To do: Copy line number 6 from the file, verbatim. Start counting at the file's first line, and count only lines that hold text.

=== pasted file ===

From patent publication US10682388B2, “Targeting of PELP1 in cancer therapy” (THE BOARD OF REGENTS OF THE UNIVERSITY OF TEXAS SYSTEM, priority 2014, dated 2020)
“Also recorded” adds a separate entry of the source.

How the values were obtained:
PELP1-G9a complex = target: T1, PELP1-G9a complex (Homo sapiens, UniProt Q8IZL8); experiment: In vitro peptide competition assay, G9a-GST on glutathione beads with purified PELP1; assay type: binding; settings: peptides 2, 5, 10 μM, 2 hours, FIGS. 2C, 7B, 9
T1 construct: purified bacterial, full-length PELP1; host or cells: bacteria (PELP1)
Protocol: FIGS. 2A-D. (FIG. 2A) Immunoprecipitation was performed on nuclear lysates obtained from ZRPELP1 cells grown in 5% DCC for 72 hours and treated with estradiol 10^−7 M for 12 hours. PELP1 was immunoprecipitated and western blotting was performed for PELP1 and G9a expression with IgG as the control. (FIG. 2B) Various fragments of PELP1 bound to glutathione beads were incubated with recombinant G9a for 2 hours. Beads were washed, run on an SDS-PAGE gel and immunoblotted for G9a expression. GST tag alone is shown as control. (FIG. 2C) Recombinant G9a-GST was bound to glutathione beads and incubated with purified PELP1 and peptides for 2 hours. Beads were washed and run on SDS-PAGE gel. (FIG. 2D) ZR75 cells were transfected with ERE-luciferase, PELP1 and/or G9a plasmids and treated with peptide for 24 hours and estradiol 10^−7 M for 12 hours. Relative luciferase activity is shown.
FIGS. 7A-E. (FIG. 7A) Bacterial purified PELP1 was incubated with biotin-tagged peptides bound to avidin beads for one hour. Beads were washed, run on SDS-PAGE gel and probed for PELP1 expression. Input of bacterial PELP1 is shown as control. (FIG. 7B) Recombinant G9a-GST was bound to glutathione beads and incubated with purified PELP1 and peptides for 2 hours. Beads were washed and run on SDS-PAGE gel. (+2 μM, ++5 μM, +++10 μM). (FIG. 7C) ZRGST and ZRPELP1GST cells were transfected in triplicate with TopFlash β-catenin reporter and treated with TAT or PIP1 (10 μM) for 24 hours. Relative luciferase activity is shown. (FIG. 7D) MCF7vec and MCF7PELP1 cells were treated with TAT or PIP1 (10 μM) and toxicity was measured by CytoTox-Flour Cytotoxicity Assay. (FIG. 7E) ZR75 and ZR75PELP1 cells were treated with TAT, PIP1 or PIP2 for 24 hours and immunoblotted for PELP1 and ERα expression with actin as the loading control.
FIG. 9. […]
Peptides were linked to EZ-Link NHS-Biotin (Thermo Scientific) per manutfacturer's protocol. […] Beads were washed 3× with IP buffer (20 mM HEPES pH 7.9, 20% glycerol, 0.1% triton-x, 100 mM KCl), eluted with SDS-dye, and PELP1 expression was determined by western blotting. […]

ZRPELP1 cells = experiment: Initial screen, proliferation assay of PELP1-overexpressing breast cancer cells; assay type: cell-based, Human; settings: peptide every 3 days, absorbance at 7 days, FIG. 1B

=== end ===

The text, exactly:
Protocol: FIGS. 2A-D. (FIG. 2A) Immunoprecipitation was performed on nuclear lysates obtained from ZRPELP1 cells grown in 5% DCC for 72 hours and treated with estradiol 10^−7 M for 12 hours. PELP1 was immunoprecipitated and western blotting was performed for PELP1 and G9a expression with IgG as the control. (FIG. 2B) Various fragments of PELP1 bound to glutathione beads were incubated with recombinant G9a for 2 hours. Beads were washed, run on an SDS-PAGE gel and immunoblotted for G9a expression. GST tag alone is shown as control. (FIG. 2C) Recombinant G9a-GST was bound to glutathione beads and incubated with purified PELP1 and peptides for 2 hours. Beads were washed and run on SDS-PAGE gel. (FIG. 2D) ZR75 cells were transfected with ERE-luciferase, PELP1 and/or G9a plasmids and treated with peptide for 24 hours and estradiol 10^−7 M for 12 hours. Relative luciferase activity is shown.